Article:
Several of us from Manatee County attended the No Kill Conference in Washington, D.C., last weekend.
The conference was held by the No Kill Advocacy Center at the George Washington University campus. Saturday morning started with an introduction by Joan Schaffner, director of the animal law program at the George Washington University Law School, speaking about the partnership of the George Washington University and the No Kill Advocacy Center.
Schaffner was holding her cat, appropriately named Freedom, while speaking into the podium microphone, explaining the lapel microphone she used at last year's conference only picked up Freedom's purring and no one could hear what she was saying.
Schaffner stated the importance of everyone striving toward their goals, using the No Kill Equation, just before introducing Nathan Winograd, director of the No Kill Advocacy Center and author of several excellent books.
Winograd started out telling the audience how he was hired as a director in a shelter, basically not knowing anything about animals. He went on to say he was embarrassed to ask his own staff what spay and neuter meant. He saw the shelter was killing dogs and cats, asking staff why. Their reply was because they always had.
Winograd said it was time for change, killing was not necessary and there had to be a better way. He asked for help and that was exactly what he got.
A new philosophy, a new plan to adopt, foster and rescue. A new plan to use volunteers in a variety of
ways. A new beginning to end the killing. The No Kill Equation was here.
Winograd showed several success stories from different communities in his slide presentation of communities with a high rate of killing at their shelters. Grasping the No Kill Equation, each of them became successful, saving more than 90 percent of the dogs and cats in their shelter.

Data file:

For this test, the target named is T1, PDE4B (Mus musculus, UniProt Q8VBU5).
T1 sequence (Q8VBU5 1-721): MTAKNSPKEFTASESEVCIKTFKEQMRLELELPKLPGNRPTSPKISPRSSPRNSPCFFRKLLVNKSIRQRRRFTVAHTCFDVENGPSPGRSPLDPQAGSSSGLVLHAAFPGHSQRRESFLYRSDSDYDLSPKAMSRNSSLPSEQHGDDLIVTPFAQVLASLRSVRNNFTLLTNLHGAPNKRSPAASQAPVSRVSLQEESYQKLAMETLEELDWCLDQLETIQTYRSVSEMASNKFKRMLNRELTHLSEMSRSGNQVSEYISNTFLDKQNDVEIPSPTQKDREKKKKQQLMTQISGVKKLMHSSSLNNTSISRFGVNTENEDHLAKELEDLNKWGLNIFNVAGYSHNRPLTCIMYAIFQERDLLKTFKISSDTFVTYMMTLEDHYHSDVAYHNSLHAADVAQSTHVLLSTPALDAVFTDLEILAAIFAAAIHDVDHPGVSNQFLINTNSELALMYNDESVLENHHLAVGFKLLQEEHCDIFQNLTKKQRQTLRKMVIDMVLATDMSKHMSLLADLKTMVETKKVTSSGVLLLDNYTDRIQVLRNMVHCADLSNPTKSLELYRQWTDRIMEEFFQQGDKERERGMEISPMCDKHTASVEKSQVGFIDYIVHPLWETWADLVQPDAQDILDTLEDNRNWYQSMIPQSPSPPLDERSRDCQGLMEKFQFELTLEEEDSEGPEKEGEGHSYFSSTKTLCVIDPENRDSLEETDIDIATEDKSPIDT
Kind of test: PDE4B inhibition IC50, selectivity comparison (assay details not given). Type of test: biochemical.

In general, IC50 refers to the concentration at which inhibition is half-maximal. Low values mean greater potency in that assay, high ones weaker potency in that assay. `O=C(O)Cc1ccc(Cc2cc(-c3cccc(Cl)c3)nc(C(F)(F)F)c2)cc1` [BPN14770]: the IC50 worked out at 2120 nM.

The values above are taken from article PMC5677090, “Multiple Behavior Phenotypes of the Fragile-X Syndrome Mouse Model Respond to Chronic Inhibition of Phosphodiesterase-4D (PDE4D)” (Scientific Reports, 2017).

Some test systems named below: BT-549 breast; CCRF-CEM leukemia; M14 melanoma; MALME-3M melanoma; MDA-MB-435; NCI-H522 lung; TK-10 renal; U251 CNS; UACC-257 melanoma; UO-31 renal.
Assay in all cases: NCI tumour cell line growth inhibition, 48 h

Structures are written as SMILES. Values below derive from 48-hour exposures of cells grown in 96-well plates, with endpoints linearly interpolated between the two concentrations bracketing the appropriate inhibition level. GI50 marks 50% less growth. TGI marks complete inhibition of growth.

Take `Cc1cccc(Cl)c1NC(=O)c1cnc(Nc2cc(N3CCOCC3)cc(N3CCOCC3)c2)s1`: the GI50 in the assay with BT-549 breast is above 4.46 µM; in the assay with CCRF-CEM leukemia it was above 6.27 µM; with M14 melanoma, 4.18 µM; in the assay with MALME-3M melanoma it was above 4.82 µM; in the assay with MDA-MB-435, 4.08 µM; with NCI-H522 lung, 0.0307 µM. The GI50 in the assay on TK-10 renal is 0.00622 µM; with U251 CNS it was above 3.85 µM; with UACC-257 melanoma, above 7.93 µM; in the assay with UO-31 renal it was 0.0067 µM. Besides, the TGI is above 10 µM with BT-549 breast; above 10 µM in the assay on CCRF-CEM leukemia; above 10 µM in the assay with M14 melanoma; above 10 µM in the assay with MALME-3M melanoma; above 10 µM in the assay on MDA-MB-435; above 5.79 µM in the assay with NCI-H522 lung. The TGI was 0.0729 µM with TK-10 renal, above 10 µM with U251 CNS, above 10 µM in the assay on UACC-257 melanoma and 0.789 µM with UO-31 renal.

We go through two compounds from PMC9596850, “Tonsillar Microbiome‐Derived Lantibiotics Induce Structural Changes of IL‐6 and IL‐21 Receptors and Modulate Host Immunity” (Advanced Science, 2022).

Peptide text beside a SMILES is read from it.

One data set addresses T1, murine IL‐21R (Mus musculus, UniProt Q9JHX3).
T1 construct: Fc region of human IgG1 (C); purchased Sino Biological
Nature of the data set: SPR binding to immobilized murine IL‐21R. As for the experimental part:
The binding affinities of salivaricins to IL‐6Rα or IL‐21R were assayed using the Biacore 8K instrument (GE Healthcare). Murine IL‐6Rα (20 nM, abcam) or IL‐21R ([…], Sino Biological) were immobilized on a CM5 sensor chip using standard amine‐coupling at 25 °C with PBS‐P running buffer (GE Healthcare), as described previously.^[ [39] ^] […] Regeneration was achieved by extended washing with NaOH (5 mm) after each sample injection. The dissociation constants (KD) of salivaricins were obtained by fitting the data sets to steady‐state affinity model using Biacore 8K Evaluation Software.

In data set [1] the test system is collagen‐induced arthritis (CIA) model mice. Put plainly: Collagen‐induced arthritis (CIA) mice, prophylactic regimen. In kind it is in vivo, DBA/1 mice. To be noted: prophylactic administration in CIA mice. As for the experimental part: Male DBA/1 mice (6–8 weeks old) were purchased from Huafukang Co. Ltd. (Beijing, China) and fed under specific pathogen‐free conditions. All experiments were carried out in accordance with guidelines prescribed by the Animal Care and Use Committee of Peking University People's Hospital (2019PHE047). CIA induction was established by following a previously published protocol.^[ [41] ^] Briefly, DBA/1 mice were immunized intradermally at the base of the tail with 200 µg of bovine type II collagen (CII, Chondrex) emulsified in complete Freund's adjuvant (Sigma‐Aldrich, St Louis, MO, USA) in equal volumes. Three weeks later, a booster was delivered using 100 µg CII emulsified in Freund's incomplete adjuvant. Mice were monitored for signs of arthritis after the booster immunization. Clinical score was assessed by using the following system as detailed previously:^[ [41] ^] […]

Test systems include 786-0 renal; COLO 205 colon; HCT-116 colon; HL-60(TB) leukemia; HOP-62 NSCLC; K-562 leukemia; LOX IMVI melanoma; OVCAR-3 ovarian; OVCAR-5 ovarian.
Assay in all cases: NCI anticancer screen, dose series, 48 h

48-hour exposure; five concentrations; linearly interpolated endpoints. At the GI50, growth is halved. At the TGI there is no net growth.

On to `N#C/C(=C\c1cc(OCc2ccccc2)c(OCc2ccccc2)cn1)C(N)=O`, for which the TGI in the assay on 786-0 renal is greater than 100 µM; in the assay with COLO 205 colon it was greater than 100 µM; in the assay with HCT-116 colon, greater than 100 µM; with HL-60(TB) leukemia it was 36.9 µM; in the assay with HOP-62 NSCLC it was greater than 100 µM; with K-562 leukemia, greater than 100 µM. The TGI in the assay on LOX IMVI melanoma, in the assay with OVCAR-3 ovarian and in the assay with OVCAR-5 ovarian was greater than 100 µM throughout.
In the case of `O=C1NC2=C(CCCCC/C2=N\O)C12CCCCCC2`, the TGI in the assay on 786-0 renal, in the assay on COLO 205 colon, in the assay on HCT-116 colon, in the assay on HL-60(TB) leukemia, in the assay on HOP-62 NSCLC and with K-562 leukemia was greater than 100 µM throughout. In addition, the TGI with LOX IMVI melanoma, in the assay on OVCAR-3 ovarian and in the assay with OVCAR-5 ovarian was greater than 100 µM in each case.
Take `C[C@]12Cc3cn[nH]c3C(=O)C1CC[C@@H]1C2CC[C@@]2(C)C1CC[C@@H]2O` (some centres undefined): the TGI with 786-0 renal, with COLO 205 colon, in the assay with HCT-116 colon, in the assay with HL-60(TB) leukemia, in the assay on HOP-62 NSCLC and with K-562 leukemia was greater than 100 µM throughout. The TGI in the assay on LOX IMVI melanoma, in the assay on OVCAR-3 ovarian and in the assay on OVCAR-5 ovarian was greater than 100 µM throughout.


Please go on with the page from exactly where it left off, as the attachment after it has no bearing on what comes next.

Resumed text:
Winograd is a great speaker. His presentation was inspirational, motivational and awe-inspiring. When he was done, I felt a wave of emotion, especially with the standing ovation he received.
Then we were off to learn more about saving dogs and cats, making our plan better and how to use all of our resources to help sheltered pets get out alive.
The conference was packed with a variety of sessions offering everything from No Kill 101 to shelter medicine to dog behavior to success stories in No Kill shelters across the country.
As you know, we are well on our way to becoming a No Kill Community, but we are not there yet. We still have to work on some of the programs and services in the No Kill Equation to make them better, with lessons learned and the new found excitement obtained from the speakers in the sessions we attended.
We can do this.
Manatee County will succeed.
Every citizen in our community will be proud to say they are part of the cause, helping the homeless sheltered pets that cannot help themselves. The pets will be happy. too, knowing they live in a community that cares.
Watch for upcoming events and adoption specials. Don't forget the BOGO special where you can adopt a dog or cat at the regular adoption fee and get a dog or cat for no adoption fee.
If you never have to look into the eyes of a dog or cat and make a choice, you are lucky. One day, we all would like to be lucky. too.
Check out Manatee County Animal Services on Facebook. Like us and share us with all your friends. Our website mymanatee.org/pets has a wealth of information, including your new family member for adoption. Or call 941-742-5933 for information.
Kris Weiskopf, chief of Manatee County Animal Services, writes this weekly column for the Herald.